Rainy Afternoon: “American Gangster” and NYTBR Holiday Issue 2007

Self has just seen American Gangster. It was a cold and rainy afternoon and self felt she needed a break from grading. So, sometime after lunch, self found herself in decrepit Century Park 12 on Bayshore, which for some reason was showing the movie with distracting Spanish subtitles that were huge, huge, and every time the characters uttered expletive “Fuck” there came this Spanish word in big white letters, “C—o! C—o! C—o!!” Self is so glad she wasn’t watching Michael Clayton with such.

Russell Crowe and Denzel Washington were excellent. The woman who plays Denzel’s wife in the movie looks like a young and less buxom Salma Hayek. The montage scene at the end — Denzel and his wife and mother are at church while all the s— is “going down,” so to speak — was so reminiscent, even derivative, of The Godfather. C’mon, Ridley! Self thought you had more originality than to crib from another director! Other than that, however, movie as a whole was great. Self gives it 3 1/2 out of four stars (Self still thinks Michael Clayton was the best movie she saw all year, with The Bourne Ultimatum and The Kingdom and maybe Ratatouille close seconds)

In the meantime, self simply cannot resist posting about The New York Times Book Review’s Holiday Issue. Self knows that others, like writingdegreezero, have already posted abouat The New York Times Best Books of the Year. But self is behind, always playing catch-up as usual.

And, holy cow! We have some real rain at last. It’s coming down in sheets and self had to put on her legwarmers. (But, once again, I digress)

Without further ado, here are the books self is interested in reading after perusing The New York Times Book Review’s Holiday Issue, starting with the NYTBR List of 100 Notable Books of 2007:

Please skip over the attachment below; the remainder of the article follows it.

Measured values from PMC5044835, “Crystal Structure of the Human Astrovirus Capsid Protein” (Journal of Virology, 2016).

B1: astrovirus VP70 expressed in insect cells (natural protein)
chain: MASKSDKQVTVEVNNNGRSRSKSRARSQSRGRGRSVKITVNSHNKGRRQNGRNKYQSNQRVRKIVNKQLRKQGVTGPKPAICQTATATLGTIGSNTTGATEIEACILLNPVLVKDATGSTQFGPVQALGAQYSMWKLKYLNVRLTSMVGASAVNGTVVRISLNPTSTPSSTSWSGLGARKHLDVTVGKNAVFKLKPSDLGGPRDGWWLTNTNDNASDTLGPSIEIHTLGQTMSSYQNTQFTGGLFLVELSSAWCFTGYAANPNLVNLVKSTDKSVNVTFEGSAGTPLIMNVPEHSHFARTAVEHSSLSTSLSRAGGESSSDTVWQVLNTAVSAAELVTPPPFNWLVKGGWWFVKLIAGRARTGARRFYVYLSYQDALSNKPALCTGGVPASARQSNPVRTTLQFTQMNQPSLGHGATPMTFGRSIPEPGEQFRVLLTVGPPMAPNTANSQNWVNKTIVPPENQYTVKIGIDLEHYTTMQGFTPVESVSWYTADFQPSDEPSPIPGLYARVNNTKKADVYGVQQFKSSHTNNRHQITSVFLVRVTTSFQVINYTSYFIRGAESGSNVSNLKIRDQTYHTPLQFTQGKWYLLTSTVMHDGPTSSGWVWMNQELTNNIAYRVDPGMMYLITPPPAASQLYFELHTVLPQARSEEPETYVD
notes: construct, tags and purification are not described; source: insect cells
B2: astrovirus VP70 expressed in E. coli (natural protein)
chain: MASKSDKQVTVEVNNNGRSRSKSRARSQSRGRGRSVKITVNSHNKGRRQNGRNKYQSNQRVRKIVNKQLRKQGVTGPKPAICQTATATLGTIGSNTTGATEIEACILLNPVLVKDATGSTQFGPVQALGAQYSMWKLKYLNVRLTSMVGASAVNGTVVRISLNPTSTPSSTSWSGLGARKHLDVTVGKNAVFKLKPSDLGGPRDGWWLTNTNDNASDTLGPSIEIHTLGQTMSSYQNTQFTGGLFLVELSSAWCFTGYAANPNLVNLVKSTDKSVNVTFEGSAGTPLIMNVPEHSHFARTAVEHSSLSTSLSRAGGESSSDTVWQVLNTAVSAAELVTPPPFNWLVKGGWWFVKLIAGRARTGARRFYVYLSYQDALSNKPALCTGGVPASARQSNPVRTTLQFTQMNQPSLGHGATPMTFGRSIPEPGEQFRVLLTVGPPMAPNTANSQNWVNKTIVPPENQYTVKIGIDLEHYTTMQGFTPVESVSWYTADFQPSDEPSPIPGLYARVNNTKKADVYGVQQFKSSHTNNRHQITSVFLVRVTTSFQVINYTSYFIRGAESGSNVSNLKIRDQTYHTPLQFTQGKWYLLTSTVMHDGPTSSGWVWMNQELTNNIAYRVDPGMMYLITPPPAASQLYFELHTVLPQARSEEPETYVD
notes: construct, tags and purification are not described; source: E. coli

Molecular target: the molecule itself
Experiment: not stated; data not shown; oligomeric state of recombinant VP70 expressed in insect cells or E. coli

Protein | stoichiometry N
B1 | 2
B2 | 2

Fiction:
Note: Starred titles are debuts.

The Abstinence Teacher, Tom Perrotta
The Bad Girl, Mario Vargas Llosa
The Beautiful Things That Heaven Bears, Dinaw Mengetsu
Falling Man, Don DeLillo
House Lights, Lea Hager Cohen
House of Meetings, Martin Amis
In The Country of Men, Hisham Matar
The Indian Clerk, David Leavitt
Knots, Nuruddin Farah
Matrimony, Joshua Henkins
The Maytrees, Annie Dillard
Mothers and Sons: Stories, Colm Toibin
On Chesil Beach, Ian McEwan
The Reluctant Fundamentalist, Mohsin Hamid
* Remainder, Tom McCarthy
The Savage Detectives, Roberto Bolaño
* The Septembers of Shiraz, Dalia Sofer
Sunstroke: And Other Stories, Tess Hadley
* Then We Came to the End, Joshua Ferris
* Twenty Grand: And Other Tales of Love and Money, Rebecca Curtis
Varieties of Disturbance: Stories, Lydia Davis

Nonfiction:
The Art of Political Murder: Who Killed the Archbishop?, Francisco Goldman
Cleopatra’s Nose: 39 Varieties of Desire, Judith Thurman
Edith Wharton, Hermione Lee
Imperial Life in the Emerald City: Inside Iraq’s Green Zone, Rajiv Chandresekeran
Little Heathens: Hard Times and High Spirits on an Iowa Farm During the Gread Depression, Mildred Armstrong Kalish
Soldier’s Heart: Reading Literature Through Peace and War at West Point, Elizabeth D. Samet
Stanley: The Impossible Life of Africa’s Greatest Explorer, Tim Jeal
The Whisperers: Private Life in Stalin’s Russia, Orlando Figes
The Years of Extermination: Nazi Germany and the Jews, 1939 – 1945, Saul Friedlander

And here are the books self is interested in reading after perusing the rest of the Holiday Issue:

(1) After reading Alex Witchel’s review of Steve Martin’s Born Standing Up: A Comic’s Life :

Steve Martin’s Born Standing Up: A Comic’s Life

(2) After reading Felipe Fernandez-Armesto’s review of Vincent Virga and the Library of Congress’ Cartographia: Mapping Civilizations :

Vincent Virga and the Library of Congress’ Cartographia: Mapping Civilizations

(And self would like to point out for benefit of dear blog readers that only self’s long-standing interest in maps kept her plowing through an extremely long-winded review that proceeded to give the entire spectrum of map history from prehistoric times, and did not actually mention the aforementioned book until paragraph 7)

(3) After reading Florence Williams’ review of Jonathan Miles’ The Wreck of the Medusa: The Most Famous Sea Disaster of the Nineteenth Century:

Jonathan Miles’ The Wreck of the Medusa: The Most Famous Sea Disaster of the Nineteenth Century

(4) After reading Floyd Skloot’s review of Michael Knight’s pair of novellas, The Holiday Season :

Michael Knight’s The Holiday Season

(5) After reading Edward Lewine’s review of Harold Schechter’s The Devil’s Gentleman: Privilege, Poison, and The Trial That Ushered in the Twentieth Century :

Harold Schechter’s The Devil’s Gentleman: Privilege, Poison, and The Trial That Ushered in the Twentieth Century

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